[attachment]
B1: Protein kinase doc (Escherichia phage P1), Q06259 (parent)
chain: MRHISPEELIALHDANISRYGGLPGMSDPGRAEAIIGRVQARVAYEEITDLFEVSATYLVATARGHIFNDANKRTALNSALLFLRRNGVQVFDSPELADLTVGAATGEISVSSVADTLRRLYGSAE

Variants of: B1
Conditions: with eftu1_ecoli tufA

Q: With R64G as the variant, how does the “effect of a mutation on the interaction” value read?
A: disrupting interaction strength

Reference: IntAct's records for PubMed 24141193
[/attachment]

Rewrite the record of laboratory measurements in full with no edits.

B1: Protein kinase doc (Escherichia phage P1), Q06259 (parent)
chain: MRHISPEELIALHDANISRYGGLPGMSDPGRAEAIIGRVQARVAYEEITDLFEVSATYLVATARGHIFNDANKRTALNSALLFLRRNGVQVFDSPELADLTVGAATGEISVSSVADTLRRLYGSAE

Variants of: B1
Conditions: with eftu1_ecoli tufA

Q: With R64G as the variant, how does the “effect of a mutation on the interaction” value read?
A: disrupting interaction strength

Reference: IntAct's records for PubMed 24141193